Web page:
How should the Brexit debate be structured, and presented in the media? Two things I’ve seen today pose this question: Vote Leave’s anger at ITV inviting Nigel Farage to debate against David Cameron; and the letter from 196 economists in favour of Remain.
These raise two general issues, which I’m not sure the media handle well.
One is: what to do about counter-advocacy, the fact that some proponents of a case are so awful that they detract from what might be a strong argument?
Vote Leave’s unhappiness at their case being represented by Farage is, I think, justified. He is likely to put the case for Brexit as a means towards immigration controls rather than – as at least a few of its advocates hope – as a step towards the UK becoming an open free-trading nation. For me, this would detract from the Brexit argument.
This is by no means the only example of counter-advocacy. When I see the Brexit case put by Andrew Lilico or Gerard Lyons, I see good intelligent men making arguments that require thought. When I see it put by Boris Johnson, I see only a blustering buffoon. For me, the prominence of the latter over the former weakens the Brexit case. And seeing this disgraceful display of arrogant disingenousness from Dominic Cummings shifted my position from being mildly opposed to Brexit to strongly so.
Not that the counter-advocacy is all on one side: Cameron’s claim that Brexit would increase the risk of conflict in Europe seems to me to be silly hyperbole.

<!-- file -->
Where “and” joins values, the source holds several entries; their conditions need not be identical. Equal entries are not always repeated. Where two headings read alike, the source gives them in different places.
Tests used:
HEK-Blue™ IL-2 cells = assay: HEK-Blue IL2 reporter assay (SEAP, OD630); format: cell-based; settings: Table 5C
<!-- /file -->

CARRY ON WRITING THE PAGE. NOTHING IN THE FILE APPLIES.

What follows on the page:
The second question, raised by Simon’s letter, is: how to tackle the imbalance of numbers? For example, a debate on the economics of Brexit between (say) John van Reenen and Patrick Minford would no doubt be intelligent and informed. But it would be horribly misleading to viewers insofar as it would omit a key point – that for every one economist who agrees with Patrick there are perhaps five or six who agree with John.
All this makes me wonder whether TV or radio debates are a good way to inform the public. On top of the problems of how to avoid counter-advocacy and how to represent imbalances of expert opinion there are two other problems.
One is that debates are a lousy way of presenting facts. A downright false claim – such as that the EU costs us £350m per week – can be met only with denial, leaving the undecided listener none the wiser as to what the truth is.
The other is that debates are naturally polarizing; partisans are expected to advocate that all benefits lie on their side. This disguises what might be crucial facts, that either position has costs. Reasonable people might believe any of the following: that a small loss of GDP is a price worth paying for increased national self-determination; that short-term uncertainty is the cost of what might be a shift to freer trade in the long-run; or that being tied into undemocratic and sclerotic institutions are the price we must pay for the benefits of access to the single market. Nuanced positions such as these tend to get ignored in simple pro- and anti- debates.
In saying all this, I’m not just making a point about Brexit. There’s a deeper question here, touched upon by Simon: do we have the institutions that best enable informed and rational political decision-making? I fear we don’t, and that the old media – even those parts of it that aspire to impartiality – are a big part of the problem.